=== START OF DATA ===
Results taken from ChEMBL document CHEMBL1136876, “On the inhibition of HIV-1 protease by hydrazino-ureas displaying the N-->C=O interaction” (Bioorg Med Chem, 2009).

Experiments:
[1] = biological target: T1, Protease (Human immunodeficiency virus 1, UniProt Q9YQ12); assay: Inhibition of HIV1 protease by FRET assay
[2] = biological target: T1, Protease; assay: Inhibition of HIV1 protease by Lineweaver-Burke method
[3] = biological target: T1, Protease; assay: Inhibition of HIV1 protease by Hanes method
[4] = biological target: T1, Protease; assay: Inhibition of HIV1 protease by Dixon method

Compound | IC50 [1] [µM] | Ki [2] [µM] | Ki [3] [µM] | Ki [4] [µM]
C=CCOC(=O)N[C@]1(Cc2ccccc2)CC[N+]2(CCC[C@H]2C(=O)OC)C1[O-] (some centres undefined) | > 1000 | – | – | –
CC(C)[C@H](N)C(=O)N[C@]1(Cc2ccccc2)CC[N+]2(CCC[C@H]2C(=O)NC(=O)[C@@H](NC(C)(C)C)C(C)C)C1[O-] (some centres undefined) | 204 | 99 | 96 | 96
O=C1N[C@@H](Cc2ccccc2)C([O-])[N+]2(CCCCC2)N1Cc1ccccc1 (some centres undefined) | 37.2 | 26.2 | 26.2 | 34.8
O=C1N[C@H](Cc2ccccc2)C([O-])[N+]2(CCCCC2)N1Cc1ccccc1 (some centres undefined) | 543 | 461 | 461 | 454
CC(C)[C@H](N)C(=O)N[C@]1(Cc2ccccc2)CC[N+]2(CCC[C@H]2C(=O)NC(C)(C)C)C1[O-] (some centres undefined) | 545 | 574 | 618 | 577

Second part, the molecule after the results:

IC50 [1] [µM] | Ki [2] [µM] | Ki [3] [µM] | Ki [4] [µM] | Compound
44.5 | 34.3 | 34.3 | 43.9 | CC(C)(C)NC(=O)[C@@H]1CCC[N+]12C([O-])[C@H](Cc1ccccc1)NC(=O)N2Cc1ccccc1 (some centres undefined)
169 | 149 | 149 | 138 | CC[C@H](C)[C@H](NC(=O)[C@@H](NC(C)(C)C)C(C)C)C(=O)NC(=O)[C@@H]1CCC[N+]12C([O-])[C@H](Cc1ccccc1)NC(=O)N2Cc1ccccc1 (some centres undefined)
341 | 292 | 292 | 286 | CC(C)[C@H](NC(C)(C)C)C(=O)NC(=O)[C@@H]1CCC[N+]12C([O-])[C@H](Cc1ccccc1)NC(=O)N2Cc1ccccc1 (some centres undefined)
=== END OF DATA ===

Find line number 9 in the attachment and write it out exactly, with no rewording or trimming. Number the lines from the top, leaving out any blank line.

CC(C)[C@H](N)C(=O)N[C@]1(Cc2ccccc2)CC[N+]2(CCC[C@H]2C(=O)NC(=O)[C@@H](NC(C)(C)C)C(C)C)C1[O-] (some centres undefined) | 204 | 99 | 96 | 96